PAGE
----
Digimon Heroes! is a new card battler from Bandai Namco, and it’s available now on Google Play.
Digimon Heroes is an exciting and free-to-play Card Battle Adventure featuring an all-star cast of more than 1,000 of your favorite DIGIMON characters! Collect your Digimon, build your teams, and conquer your enemies all over the Digital World of File Island.
Digimon Heroes includes a unique match-3 battle system to make your card battles simple to learn and devastatingly powerful to master! Fuse, evolve, and fight your Digimon, and chain together massive combos to destroy your enemies!
â€¢ SIMPLE AND STRATEGIC ACTION
Match Command Cards to form chains and devastate your enemies!
â€¢ COLLECT YOUR FAVORITE DIGIMON
You can choose from over 1000 different Digimon, from common to legendary!
â€¢ DIGIFUSE, DIGIVOLVE AND LIMIT BREAK
Enhance the Digimon who have joined your party by digifusing them, digivolve them into even stronger forms, and finally break through their limits to unleash their full potential.
â€¢ EPIC BATTLES AND SPECIAL EVENTS
Fight your way through File Island and push your team to its limit with epic events and challenges!
At, least, not anymore. There are new genres. Quality, console -level experiences are becoming more and more mobile. Mobile gaming transcends generations. Games can be be big business — and the reverse can be equally true. In the end, with regards to mobile gaming, I have learned to never say “never,” and to keep an open mind, because things change. Heck, my likes change on a weekly basis. Games I like today may not catch as much of my fantasy next week.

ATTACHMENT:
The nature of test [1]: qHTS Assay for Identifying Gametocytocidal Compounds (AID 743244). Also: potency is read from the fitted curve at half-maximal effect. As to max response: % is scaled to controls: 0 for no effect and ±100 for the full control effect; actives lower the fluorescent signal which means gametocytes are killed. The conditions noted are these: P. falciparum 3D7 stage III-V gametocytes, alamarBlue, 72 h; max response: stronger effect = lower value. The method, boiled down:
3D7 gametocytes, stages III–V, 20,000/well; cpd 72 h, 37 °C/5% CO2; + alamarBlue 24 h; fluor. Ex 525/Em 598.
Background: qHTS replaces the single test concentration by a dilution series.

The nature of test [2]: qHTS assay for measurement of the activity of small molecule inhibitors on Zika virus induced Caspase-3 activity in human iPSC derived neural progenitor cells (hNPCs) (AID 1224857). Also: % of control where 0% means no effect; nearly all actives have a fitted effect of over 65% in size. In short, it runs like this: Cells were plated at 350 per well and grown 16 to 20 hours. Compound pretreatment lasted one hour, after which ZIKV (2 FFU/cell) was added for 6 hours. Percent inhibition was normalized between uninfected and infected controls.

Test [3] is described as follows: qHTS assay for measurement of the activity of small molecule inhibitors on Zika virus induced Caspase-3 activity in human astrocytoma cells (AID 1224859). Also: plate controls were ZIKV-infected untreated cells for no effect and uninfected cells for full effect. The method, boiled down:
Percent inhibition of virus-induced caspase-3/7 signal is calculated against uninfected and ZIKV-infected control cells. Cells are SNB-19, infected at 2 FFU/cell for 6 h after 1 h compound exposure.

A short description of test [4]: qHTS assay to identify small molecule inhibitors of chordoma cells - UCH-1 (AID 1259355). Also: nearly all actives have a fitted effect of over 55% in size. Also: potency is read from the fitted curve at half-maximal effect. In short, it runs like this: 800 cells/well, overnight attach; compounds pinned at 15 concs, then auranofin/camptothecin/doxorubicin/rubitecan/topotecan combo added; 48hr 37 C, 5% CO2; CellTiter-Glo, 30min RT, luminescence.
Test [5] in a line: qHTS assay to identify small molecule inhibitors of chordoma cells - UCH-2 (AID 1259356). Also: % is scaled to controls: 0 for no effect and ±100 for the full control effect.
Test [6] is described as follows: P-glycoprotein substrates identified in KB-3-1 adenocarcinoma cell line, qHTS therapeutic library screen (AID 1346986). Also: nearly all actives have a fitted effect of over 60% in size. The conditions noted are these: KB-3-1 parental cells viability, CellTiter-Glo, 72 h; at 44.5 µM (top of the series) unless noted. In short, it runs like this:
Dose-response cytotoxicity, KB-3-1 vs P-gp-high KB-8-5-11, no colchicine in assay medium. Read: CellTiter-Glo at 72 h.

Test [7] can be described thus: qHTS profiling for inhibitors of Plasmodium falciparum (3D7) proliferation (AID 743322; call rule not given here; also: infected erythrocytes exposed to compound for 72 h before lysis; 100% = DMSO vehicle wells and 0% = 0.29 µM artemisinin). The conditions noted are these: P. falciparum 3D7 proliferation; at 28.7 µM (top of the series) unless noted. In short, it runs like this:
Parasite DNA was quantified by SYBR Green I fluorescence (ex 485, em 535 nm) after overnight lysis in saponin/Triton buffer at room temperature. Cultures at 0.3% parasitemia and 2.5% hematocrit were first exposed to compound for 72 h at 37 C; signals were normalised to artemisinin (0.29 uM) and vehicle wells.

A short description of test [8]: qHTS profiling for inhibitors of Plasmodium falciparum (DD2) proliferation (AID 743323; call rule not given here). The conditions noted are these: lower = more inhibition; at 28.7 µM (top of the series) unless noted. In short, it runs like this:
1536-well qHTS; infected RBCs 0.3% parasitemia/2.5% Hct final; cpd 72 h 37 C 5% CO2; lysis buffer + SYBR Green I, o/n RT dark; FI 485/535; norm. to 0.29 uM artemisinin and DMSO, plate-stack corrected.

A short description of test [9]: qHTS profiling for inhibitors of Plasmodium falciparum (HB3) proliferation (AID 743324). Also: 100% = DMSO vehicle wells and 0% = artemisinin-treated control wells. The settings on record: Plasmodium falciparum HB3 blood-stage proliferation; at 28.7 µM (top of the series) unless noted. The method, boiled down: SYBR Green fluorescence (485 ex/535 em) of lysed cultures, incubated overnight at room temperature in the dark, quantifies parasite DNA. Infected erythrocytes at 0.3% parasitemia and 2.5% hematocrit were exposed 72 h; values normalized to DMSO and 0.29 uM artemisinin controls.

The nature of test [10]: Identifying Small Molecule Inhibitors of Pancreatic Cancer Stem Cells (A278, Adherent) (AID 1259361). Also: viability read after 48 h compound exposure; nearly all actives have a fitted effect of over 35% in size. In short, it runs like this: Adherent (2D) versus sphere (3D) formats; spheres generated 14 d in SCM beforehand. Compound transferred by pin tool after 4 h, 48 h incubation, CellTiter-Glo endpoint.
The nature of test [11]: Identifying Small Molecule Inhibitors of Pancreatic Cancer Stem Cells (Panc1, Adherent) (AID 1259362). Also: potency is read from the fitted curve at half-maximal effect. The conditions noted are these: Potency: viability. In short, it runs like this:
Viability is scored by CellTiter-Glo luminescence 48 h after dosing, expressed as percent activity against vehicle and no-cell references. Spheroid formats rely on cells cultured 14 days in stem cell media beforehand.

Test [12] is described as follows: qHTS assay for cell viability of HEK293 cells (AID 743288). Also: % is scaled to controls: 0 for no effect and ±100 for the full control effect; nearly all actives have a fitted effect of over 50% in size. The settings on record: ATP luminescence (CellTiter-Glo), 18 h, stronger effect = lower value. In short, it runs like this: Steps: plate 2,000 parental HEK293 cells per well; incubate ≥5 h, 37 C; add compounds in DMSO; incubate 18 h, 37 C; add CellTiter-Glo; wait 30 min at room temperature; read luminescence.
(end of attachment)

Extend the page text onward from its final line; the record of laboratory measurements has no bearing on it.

One thing that will probably remain unchanged for me is my fascination with Pac-Man.
The reasons are numerous, I guess. It was a game I literally grew up with. It showed me — and the rest of the world — that there was indeed life beyond space shooters. It gave me a reason to save pennies. I learned everything I know about smack talking due to it.
It has graced us in many, many forms and spin-offs since its debut, and with PAC-MAN Bounce, Bandai Namco manages to hit us up with yet another made for the small-small screen of one’s mobile device.
This one gets played in landscape, and visually, presents a colorful, varied experience. We do get the diversity of hues we’d expect, but it is a decidedly more modern representation of the classic. A lot of the characters are familiar, starting with are hero, and the animations are generally straightforward. The sound is especially cheerful, and shamelessly reminiscent of the original.
The gameplay is quite different from the arcade version; this one employs a leveled progression that requires success in one to unlock a subsequent level. In each level, there are three starts and a key. The main idea is to consume the key, and consuming the stars earns extra credit.
A main tool to effect this are direction arrows. Some can be turned to redirect PM to a desired direction. He also bounces of solid walls. Thus, the idea is to use fixed and movable arrows to get the key, and if possible, the three stars and move on.